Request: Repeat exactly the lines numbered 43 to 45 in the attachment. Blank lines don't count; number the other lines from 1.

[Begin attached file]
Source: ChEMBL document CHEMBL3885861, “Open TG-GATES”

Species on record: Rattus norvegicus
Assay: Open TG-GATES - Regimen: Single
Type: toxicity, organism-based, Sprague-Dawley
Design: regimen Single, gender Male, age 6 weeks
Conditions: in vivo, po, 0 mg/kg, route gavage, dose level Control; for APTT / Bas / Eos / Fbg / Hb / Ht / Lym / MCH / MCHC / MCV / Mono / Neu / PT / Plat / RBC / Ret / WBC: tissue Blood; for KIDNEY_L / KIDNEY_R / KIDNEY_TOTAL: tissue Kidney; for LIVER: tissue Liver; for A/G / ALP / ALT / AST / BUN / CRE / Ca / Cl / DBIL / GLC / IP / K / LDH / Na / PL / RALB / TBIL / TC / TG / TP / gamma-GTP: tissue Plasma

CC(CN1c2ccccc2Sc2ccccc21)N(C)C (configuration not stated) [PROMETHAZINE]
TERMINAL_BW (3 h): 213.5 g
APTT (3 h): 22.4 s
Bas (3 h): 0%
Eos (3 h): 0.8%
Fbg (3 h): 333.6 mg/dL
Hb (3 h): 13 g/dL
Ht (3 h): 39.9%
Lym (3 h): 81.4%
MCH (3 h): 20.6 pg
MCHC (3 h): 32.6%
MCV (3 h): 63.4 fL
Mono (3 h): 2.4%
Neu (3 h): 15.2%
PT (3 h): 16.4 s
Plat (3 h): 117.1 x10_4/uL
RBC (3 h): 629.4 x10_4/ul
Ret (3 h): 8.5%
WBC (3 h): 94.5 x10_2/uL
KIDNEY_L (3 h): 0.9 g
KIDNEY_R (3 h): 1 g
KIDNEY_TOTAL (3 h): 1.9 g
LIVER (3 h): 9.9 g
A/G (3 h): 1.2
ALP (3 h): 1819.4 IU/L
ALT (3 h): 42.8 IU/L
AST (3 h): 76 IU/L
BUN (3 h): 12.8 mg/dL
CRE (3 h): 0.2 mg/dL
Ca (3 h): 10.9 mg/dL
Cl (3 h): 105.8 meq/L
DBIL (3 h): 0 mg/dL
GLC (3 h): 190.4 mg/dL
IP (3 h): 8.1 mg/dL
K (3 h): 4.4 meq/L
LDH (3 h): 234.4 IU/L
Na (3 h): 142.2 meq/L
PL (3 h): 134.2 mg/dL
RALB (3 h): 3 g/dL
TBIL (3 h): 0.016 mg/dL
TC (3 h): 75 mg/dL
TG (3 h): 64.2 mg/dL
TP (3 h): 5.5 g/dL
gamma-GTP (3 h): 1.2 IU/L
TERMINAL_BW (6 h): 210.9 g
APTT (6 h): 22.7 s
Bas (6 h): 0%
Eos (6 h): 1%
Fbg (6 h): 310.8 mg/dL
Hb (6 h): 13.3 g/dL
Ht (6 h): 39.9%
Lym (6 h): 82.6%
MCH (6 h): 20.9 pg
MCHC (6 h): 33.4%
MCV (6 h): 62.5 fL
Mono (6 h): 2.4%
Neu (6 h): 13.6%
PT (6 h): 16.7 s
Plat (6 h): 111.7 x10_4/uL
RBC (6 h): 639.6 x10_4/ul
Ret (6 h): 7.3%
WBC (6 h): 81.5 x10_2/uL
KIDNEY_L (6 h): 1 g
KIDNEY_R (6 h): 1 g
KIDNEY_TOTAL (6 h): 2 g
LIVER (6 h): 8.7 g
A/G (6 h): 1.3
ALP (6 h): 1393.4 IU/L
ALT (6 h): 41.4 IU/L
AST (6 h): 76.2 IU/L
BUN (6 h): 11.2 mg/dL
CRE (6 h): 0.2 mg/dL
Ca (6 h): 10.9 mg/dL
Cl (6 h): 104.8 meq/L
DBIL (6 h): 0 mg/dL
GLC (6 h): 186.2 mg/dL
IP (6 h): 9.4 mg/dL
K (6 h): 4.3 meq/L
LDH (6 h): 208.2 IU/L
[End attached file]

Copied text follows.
Na (3 h): 142.2 meq/L
PL (3 h): 134.2 mg/dL
RALB (3 h): 3 g/dL